According to DairyNZ Head of Strategy and Investments, Bruce Thorrold, it is essential to have good science behind the philosophy of regenerative agriculture.
His comments follow the government’s recent announcement to spend $26 million on an in-depth study of the sustainability of New Zealand’s agricultural sector and to determine what regenerative agriculture might look like in a New Zealand context.
Thorrold says regenerative farming is for him a philosophy of farming and a way that will make it better in the future than it is today. He says it relates to a whole range of parameters such as people, animals, the environment and the quality of the food we produce.
“It’s underpinned by what I would call a ‘social movement’ and a set of practices that lead to better things. I think most of the debate is about the practices and the science behind them and about practices that actually make things better,” he said. said.
Thorrold says that in terms of dairy, one of the issues we’re focusing on is what’s called hyper-diverse pasture and there’s some debate about defining that. He says the common thinking among regenerative agriculture practitioners is to plant more than ten grass species and see how these change over time, as opposed to planting plantain and ryegrass clover. , which he says some people would consider a diverse pasture.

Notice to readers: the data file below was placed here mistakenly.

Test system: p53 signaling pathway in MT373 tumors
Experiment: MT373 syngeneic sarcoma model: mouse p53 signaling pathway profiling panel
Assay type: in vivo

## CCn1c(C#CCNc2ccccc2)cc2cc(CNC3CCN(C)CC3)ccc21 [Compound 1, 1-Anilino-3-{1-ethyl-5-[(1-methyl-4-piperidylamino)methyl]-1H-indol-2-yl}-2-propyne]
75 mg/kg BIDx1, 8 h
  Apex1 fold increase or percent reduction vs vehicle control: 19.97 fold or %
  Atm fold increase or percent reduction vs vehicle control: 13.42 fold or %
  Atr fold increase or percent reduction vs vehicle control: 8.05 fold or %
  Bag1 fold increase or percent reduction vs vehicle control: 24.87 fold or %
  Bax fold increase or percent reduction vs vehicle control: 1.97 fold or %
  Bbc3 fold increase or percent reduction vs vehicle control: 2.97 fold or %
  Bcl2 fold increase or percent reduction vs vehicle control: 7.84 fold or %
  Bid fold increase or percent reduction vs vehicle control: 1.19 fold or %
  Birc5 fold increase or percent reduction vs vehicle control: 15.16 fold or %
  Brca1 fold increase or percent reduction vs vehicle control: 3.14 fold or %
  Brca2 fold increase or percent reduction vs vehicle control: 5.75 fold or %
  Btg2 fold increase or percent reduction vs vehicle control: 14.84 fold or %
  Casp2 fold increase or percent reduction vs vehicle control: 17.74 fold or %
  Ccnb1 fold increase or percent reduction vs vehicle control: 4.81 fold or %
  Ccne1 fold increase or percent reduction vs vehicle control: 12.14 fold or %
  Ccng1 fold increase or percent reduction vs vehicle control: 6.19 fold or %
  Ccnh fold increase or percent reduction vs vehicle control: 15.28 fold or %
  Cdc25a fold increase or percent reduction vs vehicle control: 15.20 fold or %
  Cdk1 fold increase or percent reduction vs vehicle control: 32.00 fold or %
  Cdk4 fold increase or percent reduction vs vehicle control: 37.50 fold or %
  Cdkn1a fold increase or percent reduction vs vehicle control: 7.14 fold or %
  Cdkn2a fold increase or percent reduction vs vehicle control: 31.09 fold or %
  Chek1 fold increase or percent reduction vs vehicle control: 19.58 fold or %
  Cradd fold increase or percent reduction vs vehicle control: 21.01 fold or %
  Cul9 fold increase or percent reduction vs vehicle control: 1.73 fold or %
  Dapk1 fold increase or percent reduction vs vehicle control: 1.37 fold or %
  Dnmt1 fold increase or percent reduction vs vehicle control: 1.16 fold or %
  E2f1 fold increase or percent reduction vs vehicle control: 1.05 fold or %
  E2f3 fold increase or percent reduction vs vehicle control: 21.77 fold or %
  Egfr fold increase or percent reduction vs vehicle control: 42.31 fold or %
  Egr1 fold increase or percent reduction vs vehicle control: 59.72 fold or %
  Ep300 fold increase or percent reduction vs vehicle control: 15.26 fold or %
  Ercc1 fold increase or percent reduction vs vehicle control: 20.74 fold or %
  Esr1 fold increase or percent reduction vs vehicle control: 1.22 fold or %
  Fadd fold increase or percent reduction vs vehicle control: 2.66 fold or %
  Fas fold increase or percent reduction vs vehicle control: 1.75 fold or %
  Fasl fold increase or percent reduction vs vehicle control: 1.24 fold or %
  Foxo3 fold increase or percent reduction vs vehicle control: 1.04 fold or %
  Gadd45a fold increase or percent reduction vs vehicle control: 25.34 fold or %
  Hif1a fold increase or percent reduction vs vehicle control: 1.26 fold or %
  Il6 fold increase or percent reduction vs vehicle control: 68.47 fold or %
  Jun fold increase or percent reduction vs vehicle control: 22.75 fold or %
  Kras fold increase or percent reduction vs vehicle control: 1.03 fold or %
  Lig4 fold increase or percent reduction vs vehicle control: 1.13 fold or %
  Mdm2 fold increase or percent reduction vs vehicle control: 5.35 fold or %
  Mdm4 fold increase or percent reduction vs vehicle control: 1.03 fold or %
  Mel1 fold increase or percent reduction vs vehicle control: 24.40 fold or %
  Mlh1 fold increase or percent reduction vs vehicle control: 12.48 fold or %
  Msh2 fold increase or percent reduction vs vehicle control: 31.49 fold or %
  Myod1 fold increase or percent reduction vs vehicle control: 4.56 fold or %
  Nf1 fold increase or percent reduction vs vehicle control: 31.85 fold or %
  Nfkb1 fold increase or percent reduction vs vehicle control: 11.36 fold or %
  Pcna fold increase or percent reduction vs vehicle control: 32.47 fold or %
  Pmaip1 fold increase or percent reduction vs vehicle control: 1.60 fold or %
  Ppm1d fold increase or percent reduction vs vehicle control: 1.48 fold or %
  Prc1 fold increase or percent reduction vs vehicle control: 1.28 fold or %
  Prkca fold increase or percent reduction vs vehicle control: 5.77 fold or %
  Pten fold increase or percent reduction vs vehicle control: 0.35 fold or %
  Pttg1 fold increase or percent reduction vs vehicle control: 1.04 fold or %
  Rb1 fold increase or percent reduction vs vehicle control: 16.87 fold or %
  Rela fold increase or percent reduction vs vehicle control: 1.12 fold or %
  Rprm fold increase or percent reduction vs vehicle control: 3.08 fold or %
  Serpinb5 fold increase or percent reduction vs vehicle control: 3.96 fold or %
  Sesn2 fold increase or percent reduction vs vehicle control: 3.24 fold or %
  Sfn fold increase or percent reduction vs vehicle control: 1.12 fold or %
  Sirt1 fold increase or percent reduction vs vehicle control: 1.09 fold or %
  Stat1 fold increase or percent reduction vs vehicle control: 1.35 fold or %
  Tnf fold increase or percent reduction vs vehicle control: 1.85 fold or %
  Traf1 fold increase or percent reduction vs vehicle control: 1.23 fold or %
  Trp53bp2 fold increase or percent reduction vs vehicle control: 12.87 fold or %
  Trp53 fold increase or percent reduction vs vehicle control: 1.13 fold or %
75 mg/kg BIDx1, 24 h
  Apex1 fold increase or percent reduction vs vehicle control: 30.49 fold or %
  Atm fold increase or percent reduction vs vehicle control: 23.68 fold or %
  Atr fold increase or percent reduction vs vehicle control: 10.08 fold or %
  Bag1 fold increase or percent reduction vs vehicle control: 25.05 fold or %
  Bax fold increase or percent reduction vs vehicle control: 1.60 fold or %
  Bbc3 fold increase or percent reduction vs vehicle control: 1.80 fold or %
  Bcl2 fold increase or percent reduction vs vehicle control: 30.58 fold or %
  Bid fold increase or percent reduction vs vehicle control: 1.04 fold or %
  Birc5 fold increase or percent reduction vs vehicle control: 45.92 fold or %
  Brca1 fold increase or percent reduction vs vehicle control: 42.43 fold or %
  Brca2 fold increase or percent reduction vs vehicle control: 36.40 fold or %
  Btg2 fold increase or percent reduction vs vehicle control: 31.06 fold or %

“Let’s face it, everyone wants to be better and farmers rightly believe that many of the things they do now as standard farming practices are, in other parts of the world, considered regenerative agriculture from point. regenerative philosophy, farmers, policy makers and others will have the scientific evidence to support good decision making,” he says.
Thorrold says regeneration practices not only vary from country to country, but also from farm to farm. He says, for example, that the practices of a cattle and deer farmer in Hawke’s Bay will differ significantly from those of a dairy farmer in Southland.
“One of the things that farmers really appreciate about regenerative agriculture is that it’s not deeply prescriptive. You change and adapt in a way that suits the variability of your farming situation, unlike a organic farmer facing a drought.
“They may have a problem because they have a restrictive set of practices that they are allowed to do to deal with this drought. Farmers like regenerative agriculture because it gives them flexibility,” he says. .
DairyNZ has not promoted it, but is an integral part of the overall project and has invested in it alongside MPI and the Taranaki Dairy Trust.
He says that apart from this project, a lot of other research is being done on best farming practices. It highlights work on winter grazing, animal care, plantain, and farming systems that reduce nitrogen loss and the environmental footprint of dairy products.